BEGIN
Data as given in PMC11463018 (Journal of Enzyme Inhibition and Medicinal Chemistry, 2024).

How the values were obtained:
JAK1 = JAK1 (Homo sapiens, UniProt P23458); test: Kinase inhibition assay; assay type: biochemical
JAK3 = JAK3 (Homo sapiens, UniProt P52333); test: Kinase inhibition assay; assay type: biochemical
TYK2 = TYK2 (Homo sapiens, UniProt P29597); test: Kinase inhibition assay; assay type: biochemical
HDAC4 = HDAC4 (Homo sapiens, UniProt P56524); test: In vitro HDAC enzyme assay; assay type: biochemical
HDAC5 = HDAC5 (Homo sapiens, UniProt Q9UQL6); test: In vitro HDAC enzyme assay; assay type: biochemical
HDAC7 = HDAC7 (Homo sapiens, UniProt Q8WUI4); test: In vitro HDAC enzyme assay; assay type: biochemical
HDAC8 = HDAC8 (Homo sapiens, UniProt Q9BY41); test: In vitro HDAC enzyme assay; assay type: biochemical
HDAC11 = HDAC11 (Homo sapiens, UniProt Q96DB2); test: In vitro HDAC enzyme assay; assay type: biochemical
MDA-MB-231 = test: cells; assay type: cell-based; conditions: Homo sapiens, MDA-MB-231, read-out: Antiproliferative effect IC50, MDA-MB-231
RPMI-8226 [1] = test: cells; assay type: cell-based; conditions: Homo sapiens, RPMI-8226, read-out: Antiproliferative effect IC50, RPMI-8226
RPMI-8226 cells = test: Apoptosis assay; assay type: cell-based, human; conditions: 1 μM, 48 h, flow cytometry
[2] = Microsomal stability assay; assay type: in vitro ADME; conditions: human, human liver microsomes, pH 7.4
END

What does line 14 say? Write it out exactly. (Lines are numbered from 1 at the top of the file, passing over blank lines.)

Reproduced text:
[2] = Microsomal stability assay; assay type: in vitro ADME; conditions: human, human liver microsomes, pH 7.4